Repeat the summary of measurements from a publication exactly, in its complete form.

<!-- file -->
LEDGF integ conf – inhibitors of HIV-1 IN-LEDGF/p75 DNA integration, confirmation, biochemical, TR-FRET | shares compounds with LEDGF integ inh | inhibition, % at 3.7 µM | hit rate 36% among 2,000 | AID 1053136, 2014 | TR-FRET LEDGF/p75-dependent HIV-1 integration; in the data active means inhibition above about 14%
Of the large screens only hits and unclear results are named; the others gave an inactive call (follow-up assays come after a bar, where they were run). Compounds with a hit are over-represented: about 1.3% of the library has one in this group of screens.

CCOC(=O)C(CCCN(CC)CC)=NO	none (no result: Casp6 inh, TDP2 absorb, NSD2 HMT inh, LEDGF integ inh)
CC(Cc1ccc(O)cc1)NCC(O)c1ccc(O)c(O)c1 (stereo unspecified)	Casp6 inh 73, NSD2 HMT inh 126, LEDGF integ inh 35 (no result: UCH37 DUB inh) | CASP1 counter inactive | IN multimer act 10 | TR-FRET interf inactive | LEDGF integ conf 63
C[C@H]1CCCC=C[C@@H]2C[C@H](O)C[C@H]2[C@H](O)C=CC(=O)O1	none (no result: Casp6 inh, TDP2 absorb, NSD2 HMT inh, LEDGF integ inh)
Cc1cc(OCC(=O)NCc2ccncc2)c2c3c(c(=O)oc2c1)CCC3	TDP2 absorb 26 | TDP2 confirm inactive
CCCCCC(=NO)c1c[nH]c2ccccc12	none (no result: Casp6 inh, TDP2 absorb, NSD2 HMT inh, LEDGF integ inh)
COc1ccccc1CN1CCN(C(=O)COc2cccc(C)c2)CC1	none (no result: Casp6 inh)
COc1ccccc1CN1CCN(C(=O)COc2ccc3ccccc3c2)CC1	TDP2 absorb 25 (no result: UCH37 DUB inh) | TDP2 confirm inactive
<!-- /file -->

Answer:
LEDGF integ conf – inhibitors of HIV-1 IN-LEDGF/p75 DNA integration, confirmation, biochemical, TR-FRET | shares compounds with LEDGF integ inh | inhibition, % at 3.7 µM | hit rate 36% among 2,000 | AID 1053136, 2014 | TR-FRET LEDGF/p75-dependent HIV-1 integration; in the data active means inhibition above about 14%
Of the large screens only hits and unclear results are named; the others gave an inactive call (follow-up assays come after a bar, where they were run). Compounds with a hit are over-represented: about 1.3% of the library has one in this group of screens.

CCOC(=O)C(CCCN(CC)CC)=NO	none (no result: Casp6 inh, TDP2 absorb, NSD2 HMT inh, LEDGF integ inh)
CC(Cc1ccc(O)cc1)NCC(O)c1ccc(O)c(O)c1 (stereo unspecified)	Casp6 inh 73, NSD2 HMT inh 126, LEDGF integ inh 35 (no result: UCH37 DUB inh) | CASP1 counter inactive | IN multimer act 10 | TR-FRET interf inactive | LEDGF integ conf 63
C[C@H]1CCCC=C[C@@H]2C[C@H](O)C[C@H]2[C@H](O)C=CC(=O)O1	none (no result: Casp6 inh, TDP2 absorb, NSD2 HMT inh, LEDGF integ inh)
Cc1cc(OCC(=O)NCc2ccncc2)c2c3c(c(=O)oc2c1)CCC3	TDP2 absorb 26 | TDP2 confirm inactive
CCCCCC(=NO)c1c[nH]c2ccccc12	none (no result: Casp6 inh, TDP2 absorb, NSD2 HMT inh, LEDGF integ inh)
COc1ccccc1CN1CCN(C(=O)COc2cccc(C)c2)CC1	none (no result: Casp6 inh)
COc1ccccc1CN1CCN(C(=O)COc2ccc3ccccc3c2)CC1	TDP2 absorb 25 (no result: UCH37 DUB inh) | TDP2 confirm inactive